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Fox Hunting

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Introduction

Foxhunting Foxhunting has become a very controversial issue in recent years with both sides fighting to see that the result of the debate goes in their favour. While those against put forward a good argument, those in favour have an equally persuasive view point. On the whole, I feel those against foxhunting have a more credible argument. A question that, if answered, could end the entire debate is quite simply "are foxes really pests to farmers"? The Countryside Alliance says yes. Farmers have recorded a 30% loss due to foxes and the number of free range poultry lost to foxes is on the increase. Lambs are also in danger according to the Countryside Alliance's report. This argument is supported by Dr David Macdonald, an distinguished Oxford biologist. Dr David Macdonald has also found that the percentage of farmers believing that foxes should be controlled varied between 82.2% in the Midlands and 96.2% in the sheep rearing districts of Exmoor. Nor is the fox just a pest to farmers but game rearers and wildlife managers suffer serious fox predation on species of ground nesting birds, from grouse and pheasants to gulls, terns and waders. ...read more.

Middle

It is obviously true that the breeding success of the species would be depressed by overcrowding, starvation and disease but it cannot be shown foxes control their own numbers at a level where no damage will occur. But those opposed to foxhunting do not say that foxes do not any damage but that fox hunting plays no significant role in controlling the fox population. Foxhunting merely produces an unnaturally young fox population and has no other effect on the populace. Dr Stephen Harris of Bristol University revealed that foxhunting kills around 2.5% of the fox population, which is between 12,000 and 13,000, each year. This seems a lot and in some ways it is, but fox population can survive an annual mortality rate of up to 65%. It therefore seems clear that hunting has no significant role in the control of fox numbers. In other words, 12,000 foxes die each year for no reason other that 'sport'. A three-year study by Aberdeen University showed that even though there was no form of fox control , there wasn't an increase in fox numbers or even in the number of lambs lost. ...read more.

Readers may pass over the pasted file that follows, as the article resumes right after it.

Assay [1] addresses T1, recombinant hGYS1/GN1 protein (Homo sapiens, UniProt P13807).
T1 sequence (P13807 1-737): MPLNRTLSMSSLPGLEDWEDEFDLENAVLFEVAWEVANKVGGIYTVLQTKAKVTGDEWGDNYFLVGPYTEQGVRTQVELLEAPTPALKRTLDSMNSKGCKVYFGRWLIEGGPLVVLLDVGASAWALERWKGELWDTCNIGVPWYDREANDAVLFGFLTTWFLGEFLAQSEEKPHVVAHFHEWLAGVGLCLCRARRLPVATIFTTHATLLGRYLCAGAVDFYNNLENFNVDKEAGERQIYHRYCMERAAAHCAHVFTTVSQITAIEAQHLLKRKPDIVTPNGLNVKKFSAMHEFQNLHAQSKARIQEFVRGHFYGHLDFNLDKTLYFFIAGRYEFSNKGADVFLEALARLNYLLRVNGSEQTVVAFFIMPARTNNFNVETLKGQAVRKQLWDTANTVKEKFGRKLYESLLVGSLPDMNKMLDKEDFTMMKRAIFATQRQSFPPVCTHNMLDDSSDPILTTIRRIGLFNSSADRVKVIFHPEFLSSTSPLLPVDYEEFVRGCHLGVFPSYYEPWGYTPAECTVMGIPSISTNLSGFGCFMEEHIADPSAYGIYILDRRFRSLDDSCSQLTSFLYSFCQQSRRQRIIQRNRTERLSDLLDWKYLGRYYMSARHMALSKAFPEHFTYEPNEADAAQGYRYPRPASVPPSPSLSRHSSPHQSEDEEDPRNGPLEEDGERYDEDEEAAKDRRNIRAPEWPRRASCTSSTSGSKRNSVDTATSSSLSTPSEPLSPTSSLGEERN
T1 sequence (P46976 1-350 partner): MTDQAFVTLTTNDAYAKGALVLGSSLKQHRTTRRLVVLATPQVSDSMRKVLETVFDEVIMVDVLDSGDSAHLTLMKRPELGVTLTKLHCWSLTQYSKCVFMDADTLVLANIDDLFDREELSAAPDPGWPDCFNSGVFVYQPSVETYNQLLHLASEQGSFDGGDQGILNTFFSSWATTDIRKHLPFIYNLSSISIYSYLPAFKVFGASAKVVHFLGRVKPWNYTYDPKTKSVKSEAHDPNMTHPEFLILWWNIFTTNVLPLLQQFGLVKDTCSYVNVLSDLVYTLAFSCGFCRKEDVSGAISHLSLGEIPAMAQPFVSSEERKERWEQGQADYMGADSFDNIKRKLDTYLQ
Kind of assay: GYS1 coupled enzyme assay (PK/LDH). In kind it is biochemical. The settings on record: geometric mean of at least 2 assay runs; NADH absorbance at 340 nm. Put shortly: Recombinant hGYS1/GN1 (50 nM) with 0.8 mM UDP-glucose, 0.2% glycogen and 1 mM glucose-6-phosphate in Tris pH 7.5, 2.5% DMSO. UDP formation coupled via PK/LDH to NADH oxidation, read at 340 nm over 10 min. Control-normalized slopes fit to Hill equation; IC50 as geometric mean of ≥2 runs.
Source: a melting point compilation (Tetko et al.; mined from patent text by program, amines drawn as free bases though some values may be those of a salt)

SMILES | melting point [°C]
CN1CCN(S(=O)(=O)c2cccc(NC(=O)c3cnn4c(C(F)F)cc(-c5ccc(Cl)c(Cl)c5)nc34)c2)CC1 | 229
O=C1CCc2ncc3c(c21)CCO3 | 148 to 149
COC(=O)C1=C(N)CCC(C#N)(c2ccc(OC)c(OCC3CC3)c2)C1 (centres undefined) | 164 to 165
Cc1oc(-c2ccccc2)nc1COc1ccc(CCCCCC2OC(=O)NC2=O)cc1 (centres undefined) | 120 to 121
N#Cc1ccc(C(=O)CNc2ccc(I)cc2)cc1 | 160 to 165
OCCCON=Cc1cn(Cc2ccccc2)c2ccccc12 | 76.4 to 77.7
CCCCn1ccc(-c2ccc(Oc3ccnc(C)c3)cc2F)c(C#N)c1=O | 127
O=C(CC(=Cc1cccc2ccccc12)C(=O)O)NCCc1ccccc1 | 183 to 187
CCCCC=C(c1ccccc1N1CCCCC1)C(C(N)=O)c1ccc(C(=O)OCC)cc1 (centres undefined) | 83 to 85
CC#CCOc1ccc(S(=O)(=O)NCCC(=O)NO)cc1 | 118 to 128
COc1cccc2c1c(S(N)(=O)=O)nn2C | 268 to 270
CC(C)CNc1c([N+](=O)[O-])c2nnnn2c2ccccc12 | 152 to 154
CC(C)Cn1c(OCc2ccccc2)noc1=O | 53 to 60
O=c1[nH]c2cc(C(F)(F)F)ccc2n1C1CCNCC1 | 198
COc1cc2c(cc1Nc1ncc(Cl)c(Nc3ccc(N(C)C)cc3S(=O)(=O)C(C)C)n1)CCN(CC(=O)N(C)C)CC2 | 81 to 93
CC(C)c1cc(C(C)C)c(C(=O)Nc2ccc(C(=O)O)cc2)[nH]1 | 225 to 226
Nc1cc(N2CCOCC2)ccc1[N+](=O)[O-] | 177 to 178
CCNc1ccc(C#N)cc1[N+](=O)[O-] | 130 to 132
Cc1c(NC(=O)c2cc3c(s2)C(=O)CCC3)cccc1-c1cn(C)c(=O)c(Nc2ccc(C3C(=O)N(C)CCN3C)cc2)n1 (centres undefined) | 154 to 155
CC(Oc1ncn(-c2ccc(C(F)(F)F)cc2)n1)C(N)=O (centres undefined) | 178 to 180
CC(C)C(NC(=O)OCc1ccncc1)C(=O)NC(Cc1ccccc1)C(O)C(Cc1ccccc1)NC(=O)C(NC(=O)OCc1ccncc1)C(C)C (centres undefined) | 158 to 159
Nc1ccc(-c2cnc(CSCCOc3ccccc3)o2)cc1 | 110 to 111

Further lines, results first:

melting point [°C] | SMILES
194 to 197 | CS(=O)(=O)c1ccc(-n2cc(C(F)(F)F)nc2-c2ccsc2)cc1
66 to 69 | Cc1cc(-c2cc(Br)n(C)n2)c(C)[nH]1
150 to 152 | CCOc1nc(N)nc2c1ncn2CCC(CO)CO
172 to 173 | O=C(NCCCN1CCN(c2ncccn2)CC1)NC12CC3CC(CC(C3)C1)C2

Conclusion

Foxhunting is not a form of control, nor is it meant to be. The argument that foxhunting helps control the fox population was recently invented to counter the protests of those who voiced the opinions of the inhumane 'sport'. Thousands of fox cubs are orphaned every year due to foxhunting and the unlucky ones die of starvation or fall victim to another fox while those with better luck are picked up and taken to an animal shelter. The death itself , though violent and painful, may be quick but the real cruelty of foxhunting lies in the exhaustion, terror and trauma inflicted on the victim as no decent person would wish upon another human being. I feel that foxes do need to be controlled but after looking at all the evidence, I am even more strongly against foxhunting as it is an ineffective form of pest control and is little more than torture carried out by people as cruel as the sport. Livestock and game should be protected by better housing and not a pack of savage, bloodthirsty people on horses or foot and their dogs bred to tear apart their cousins. ...read more.

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